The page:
Nevertheless, I’m immeasurably grateful to the community of wonderful people who were not afraid to come to this hearing and keep showing up for other political trials. This is very important to me. Thank you all very much!
What takes place today would have been hard to imagine in Russia even a short time ago. For example, the arrest of the director Zhenya Berkovich and the playwright Svetlana Petriychuk. What for? For a play that considered the causes that push young women to join terrorist organizations.
The regime established now in Russia doesn’t need people to reflect at all. What they need is something else: public expression that’s no more complex than a cow’s moo, exclusively in support of what the power has proclaimed to be the right thing at the moment. Not only does the state control the social, political, and economic life of the country, it’s claiming complete control over culture as well, also making incursions into private life. It is becoming all-inclusive. This tendency emerged much earlier than February 24, 2022, but the war has only accelerated it.
How did my country, having walked away from totalitarian communism, descend into a new totalitarianism? What shall we call this type of totalitarianism? And who is to blame for what happened?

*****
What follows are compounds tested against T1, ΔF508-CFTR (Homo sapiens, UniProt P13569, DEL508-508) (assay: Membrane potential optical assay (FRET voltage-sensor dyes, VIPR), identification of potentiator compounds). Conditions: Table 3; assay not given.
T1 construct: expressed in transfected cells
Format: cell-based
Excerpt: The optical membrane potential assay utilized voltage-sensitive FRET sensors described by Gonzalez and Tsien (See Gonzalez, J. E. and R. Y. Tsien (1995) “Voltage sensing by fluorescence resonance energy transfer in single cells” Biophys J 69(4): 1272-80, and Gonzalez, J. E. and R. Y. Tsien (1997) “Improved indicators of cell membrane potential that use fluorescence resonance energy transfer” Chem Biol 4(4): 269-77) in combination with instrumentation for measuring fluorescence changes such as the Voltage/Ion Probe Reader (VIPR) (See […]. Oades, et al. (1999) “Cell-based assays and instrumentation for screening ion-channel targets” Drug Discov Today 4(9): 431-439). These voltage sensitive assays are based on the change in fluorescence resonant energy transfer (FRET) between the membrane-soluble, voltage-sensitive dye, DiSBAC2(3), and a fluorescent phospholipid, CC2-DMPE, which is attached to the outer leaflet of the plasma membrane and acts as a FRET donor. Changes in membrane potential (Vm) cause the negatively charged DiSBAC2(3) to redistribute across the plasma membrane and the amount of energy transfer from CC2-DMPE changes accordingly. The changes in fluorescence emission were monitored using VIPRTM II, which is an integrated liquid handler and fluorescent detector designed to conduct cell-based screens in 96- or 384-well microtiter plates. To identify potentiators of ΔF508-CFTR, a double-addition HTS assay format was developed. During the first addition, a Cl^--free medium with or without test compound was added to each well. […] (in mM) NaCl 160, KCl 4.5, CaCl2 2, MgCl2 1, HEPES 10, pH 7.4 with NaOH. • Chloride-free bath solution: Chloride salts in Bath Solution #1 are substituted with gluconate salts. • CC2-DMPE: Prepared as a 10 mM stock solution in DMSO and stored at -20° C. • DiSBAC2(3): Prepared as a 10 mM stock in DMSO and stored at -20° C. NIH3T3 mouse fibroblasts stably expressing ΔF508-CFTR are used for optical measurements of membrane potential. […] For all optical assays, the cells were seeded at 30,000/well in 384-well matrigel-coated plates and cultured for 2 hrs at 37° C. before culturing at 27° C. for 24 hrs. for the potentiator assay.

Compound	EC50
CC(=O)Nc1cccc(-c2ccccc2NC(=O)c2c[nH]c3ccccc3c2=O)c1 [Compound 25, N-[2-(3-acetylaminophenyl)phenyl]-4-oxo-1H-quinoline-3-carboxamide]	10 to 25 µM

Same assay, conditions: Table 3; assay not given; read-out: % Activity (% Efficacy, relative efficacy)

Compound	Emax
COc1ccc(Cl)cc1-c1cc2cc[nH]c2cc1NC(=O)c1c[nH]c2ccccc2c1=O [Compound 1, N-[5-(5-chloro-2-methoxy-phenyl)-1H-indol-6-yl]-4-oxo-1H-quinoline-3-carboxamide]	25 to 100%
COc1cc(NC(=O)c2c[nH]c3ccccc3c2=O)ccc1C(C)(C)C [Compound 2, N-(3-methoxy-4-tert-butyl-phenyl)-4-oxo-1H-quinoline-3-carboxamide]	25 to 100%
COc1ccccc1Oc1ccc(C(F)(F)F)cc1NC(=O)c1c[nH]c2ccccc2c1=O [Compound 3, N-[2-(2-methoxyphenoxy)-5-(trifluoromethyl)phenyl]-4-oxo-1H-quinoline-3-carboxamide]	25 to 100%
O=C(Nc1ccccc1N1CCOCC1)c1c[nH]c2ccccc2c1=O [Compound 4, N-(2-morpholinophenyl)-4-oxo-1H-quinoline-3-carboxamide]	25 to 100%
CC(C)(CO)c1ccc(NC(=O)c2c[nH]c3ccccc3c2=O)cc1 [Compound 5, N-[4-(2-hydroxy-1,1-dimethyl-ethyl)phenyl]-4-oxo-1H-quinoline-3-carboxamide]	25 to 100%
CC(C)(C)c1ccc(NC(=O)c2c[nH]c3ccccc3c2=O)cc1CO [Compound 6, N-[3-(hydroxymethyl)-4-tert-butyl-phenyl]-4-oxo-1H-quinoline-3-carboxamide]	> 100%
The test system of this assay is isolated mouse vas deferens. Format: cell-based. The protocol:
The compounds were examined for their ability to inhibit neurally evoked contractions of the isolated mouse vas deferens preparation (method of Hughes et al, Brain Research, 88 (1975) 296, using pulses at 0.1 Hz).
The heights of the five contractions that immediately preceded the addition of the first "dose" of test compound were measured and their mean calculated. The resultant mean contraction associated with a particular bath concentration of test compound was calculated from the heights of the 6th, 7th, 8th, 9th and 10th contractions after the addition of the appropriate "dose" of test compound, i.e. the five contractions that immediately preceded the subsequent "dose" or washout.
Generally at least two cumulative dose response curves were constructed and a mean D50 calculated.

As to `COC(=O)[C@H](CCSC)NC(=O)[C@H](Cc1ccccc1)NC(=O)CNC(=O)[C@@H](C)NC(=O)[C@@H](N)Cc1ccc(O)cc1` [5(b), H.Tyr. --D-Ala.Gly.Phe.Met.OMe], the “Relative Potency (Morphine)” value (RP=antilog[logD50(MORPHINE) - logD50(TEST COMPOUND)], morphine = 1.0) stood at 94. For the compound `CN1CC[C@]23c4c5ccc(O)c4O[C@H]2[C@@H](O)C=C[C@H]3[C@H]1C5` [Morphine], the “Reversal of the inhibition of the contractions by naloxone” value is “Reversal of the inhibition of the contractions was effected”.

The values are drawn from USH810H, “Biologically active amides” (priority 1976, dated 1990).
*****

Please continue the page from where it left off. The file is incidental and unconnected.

The article I’m now standing trial for was devoted to answering these questions.
I realize that there are people who will say that the law is what it is, and that’s that. The law has been passed, so it has to be enforced. I recall that Germany also passed the so-called Nuremberg Race Laws in 1935, but after victory in 1945, people who enforced them went on trial.
I don’t have complete certainty that the contemporary Russian enforcers of these unlawful, anti-constitutional laws will carry the same burden of responsibility. But their punishment is inevitable. Their children and grandchildren will be ashamed to talk about where their parents and grandparents served and what they did. The same is going to happen to those who are now committing crimes in Ukraine in the name of following orders. To me, this is a terrible punishment, and it is inevitable. And my punishment is inevitable too, since in today’s conditions no acquittal is possible in a trial like mine. We shall soon find out what that punishment will be.
In the 1990s, I took part in developing the new Russian legislation on the rehabilitation of the victims of political repressions. When Russia is free, that law will certainly be amended, with an eye to rehabilitating all of today’s political prisoners, all those who were convicted for political reasons, including those found guilty for their antiwar position.